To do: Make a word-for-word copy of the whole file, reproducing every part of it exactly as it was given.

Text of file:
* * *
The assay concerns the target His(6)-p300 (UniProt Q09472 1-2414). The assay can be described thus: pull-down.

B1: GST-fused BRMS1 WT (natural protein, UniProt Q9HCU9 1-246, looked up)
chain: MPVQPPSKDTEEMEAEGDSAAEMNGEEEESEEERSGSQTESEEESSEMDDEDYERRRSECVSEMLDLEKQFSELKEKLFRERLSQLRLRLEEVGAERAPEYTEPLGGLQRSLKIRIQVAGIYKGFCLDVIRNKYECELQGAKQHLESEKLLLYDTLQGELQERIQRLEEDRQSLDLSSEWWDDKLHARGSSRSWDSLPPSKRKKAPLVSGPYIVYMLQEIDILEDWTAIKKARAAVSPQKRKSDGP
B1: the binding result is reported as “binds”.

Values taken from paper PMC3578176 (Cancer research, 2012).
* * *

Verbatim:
The assay concerns the target His(6)-p300 (UniProt Q09472 1-2414). The assay can be described thus: pull-down.

B1: GST-fused BRMS1 WT (natural protein, UniProt Q9HCU9 1-246, looked up)
chain: MPVQPPSKDTEEMEAEGDSAAEMNGEEEESEEERSGSQTESEEESSEMDDEDYERRRSECVSEMLDLEKQFSELKEKLFRERLSQLRLRLEEVGAERAPEYTEPLGGLQRSLKIRIQVAGIYKGFCLDVIRNKYECELQGAKQHLESEKLLLYDTLQGELQERIQRLEEDRQSLDLSSEWWDDKLHARGSSRSWDSLPPSKRKKAPLVSGPYIVYMLQEIDILEDWTAIKKARAAVSPQKRKSDGP
B1: the binding result is reported as “binds”.

Values taken from paper PMC3578176 (Cancer research, 2012).